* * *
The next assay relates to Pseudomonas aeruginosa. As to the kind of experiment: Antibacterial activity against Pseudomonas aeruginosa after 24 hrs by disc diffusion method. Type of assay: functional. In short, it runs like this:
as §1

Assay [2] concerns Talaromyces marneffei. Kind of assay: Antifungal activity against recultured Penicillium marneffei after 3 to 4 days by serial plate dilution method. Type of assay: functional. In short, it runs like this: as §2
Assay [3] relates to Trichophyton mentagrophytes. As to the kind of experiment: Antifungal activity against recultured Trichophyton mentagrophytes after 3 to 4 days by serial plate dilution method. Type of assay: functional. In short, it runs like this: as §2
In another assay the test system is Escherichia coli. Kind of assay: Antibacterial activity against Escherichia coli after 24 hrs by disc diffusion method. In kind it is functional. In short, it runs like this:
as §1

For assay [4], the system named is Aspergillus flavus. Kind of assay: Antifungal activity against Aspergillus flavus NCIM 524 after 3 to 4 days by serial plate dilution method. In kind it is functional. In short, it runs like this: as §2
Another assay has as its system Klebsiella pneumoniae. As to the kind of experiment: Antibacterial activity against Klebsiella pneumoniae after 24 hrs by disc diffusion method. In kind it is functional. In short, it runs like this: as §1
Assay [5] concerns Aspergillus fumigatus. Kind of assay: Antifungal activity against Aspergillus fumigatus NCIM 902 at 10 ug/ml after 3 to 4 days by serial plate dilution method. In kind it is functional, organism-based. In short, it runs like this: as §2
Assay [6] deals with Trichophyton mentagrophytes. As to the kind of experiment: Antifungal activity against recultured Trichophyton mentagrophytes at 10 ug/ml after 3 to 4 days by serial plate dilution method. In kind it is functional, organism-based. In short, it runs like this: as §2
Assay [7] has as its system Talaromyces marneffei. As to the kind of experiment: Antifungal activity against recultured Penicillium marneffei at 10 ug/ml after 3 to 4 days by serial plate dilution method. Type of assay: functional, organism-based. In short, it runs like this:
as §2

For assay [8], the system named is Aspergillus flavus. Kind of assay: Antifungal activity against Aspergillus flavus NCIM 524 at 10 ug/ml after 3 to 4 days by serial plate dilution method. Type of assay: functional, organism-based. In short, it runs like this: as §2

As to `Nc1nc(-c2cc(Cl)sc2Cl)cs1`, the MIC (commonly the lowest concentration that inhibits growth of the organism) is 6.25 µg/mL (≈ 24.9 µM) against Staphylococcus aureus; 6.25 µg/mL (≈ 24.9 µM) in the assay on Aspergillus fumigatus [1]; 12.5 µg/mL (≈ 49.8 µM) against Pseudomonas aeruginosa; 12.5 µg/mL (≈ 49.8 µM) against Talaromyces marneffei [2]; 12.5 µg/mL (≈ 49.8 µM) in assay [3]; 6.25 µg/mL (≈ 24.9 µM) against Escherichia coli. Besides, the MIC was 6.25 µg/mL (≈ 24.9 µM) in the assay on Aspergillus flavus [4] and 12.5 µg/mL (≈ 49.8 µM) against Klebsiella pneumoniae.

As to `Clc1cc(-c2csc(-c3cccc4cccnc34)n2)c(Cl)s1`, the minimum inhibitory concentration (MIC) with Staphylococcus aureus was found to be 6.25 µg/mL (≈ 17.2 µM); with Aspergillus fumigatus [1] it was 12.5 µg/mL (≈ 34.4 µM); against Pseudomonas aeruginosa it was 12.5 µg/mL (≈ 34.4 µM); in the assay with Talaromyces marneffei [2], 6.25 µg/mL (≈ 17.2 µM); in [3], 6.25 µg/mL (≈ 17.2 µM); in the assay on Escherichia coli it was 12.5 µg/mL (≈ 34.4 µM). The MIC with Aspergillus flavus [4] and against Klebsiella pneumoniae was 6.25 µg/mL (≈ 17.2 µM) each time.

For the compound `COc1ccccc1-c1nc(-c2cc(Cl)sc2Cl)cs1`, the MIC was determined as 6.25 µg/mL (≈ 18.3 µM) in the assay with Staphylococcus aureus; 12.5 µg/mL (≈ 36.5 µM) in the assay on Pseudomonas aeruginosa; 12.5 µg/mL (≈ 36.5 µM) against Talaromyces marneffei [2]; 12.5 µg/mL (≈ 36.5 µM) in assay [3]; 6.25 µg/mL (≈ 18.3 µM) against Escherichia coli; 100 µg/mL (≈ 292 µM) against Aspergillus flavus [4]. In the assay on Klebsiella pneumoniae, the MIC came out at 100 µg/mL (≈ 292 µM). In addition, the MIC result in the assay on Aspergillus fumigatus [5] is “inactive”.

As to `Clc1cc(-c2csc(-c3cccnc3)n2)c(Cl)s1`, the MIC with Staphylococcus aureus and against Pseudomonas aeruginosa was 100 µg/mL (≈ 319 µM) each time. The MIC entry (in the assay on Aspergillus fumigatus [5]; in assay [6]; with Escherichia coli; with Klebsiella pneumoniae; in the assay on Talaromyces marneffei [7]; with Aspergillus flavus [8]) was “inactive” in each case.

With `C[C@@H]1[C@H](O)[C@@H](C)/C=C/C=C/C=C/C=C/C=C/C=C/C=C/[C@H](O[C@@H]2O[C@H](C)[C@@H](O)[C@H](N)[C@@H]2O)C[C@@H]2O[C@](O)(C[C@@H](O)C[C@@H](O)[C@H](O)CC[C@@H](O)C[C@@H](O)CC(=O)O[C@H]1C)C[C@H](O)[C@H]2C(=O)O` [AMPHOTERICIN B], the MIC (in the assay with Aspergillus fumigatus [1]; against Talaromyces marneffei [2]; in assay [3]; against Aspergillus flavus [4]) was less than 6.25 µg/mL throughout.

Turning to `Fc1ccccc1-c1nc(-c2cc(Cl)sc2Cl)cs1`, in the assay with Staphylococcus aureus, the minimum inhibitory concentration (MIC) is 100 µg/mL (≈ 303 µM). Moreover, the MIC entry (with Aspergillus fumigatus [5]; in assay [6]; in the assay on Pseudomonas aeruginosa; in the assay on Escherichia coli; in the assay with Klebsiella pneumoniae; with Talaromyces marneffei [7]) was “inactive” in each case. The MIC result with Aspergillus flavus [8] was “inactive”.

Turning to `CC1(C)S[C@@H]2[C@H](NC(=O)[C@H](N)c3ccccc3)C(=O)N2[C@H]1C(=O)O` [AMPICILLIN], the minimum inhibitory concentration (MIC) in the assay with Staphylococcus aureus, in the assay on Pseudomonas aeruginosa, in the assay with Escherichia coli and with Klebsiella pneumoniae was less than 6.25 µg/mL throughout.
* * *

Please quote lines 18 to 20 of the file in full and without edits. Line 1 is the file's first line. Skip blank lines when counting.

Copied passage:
With `C[C@@H]1[C@H](O)[C@@H](C)/C=C/C=C/C=C/C=C/C=C/C=C/C=C/[C@H](O[C@@H]2O[C@H](C)[C@@H](O)[C@H](N)[C@@H]2O)C[C@@H]2O[C@](O)(C[C@@H](O)C[C@@H](O)[C@H](O)CC[C@@H](O)C[C@@H](O)CC(=O)O[C@H]1C)C[C@H](O)[C@H]2C(=O)O` [AMPHOTERICIN B], the MIC (in the assay with Aspergillus fumigatus [1]; against Talaromyces marneffei [2]; in assay [3]; against Aspergillus flavus [4]) was less than 6.25 µg/mL throughout.

Turning to `Fc1ccccc1-c1nc(-c2cc(Cl)sc2Cl)cs1`, in the assay with Staphylococcus aureus, the minimum inhibitory concentration (MIC) is 100 µg/mL (≈ 303 µM). Moreover, the MIC entry (with Aspergillus fumigatus [5]; in assay [6]; in the assay on Pseudomonas aeruginosa; in the assay on Escherichia coli; in the assay with Klebsiella pneumoniae; with Talaromyces marneffei [7]) was “inactive” in each case. The MIC result with Aspergillus flavus [8] was “inactive”.

Turning to `CC1(C)S[C@@H]2[C@H](NC(=O)[C@H](N)c3ccccc3)C(=O)N2[C@H]1C(=O)O` [AMPICILLIN], the minimum inhibitory concentration (MIC) in the assay with Staphylococcus aureus, in the assay on Pseudomonas aeruginosa, in the assay with Escherichia coli and with Klebsiella pneumoniae was less than 6.25 µg/mL throughout.